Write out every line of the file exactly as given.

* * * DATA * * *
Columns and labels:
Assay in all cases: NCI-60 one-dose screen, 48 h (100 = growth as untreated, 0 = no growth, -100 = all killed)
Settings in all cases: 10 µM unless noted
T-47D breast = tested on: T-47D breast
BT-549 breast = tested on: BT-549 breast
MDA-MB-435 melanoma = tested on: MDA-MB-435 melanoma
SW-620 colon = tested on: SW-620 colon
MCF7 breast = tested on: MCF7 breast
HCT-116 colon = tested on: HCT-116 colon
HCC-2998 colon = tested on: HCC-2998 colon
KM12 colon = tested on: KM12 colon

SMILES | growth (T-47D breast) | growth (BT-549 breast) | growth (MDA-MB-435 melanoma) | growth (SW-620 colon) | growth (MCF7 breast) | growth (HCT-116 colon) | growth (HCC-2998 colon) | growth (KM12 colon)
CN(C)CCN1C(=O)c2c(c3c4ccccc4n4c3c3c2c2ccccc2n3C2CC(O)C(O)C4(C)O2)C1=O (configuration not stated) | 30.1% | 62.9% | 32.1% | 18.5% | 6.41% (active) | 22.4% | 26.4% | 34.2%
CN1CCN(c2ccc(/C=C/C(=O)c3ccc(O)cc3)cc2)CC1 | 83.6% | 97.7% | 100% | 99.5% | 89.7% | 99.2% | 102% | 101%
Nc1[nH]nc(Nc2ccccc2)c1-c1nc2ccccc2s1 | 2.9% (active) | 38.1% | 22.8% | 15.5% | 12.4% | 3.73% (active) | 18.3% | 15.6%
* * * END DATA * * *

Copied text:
Columns and labels:
Assay in all cases: NCI-60 one-dose screen, 48 h (100 = growth as untreated, 0 = no growth, -100 = all killed)
Settings in all cases: 10 µM unless noted
T-47D breast = tested on: T-47D breast
BT-549 breast = tested on: BT-549 breast
MDA-MB-435 melanoma = tested on: MDA-MB-435 melanoma
SW-620 colon = tested on: SW-620 colon
MCF7 breast = tested on: MCF7 breast
HCT-116 colon = tested on: HCT-116 colon
HCC-2998 colon = tested on: HCC-2998 colon
KM12 colon = tested on: KM12 colon

SMILES | growth (T-47D breast) | growth (BT-549 breast) | growth (MDA-MB-435 melanoma) | growth (SW-620 colon) | growth (MCF7 breast) | growth (HCT-116 colon) | growth (HCC-2998 colon) | growth (KM12 colon)
CN(C)CCN1C(=O)c2c(c3c4ccccc4n4c3c3c2c2ccccc2n3C2CC(O)C(O)C4(C)O2)C1=O (configuration not stated) | 30.1% | 62.9% | 32.1% | 18.5% | 6.41% (active) | 22.4% | 26.4% | 34.2%
CN1CCN(c2ccc(/C=C/C(=O)c3ccc(O)cc3)cc2)CC1 | 83.6% | 97.7% | 100% | 99.5% | 89.7% | 99.2% | 102% | 101%
Nc1[nH]nc(Nc2ccccc2)c1-c1nc2ccccc2s1 | 2.9% (active) | 38.1% | 22.8% | 15.5% | 12.4% | 3.73% (active) | 18.3% | 15.6%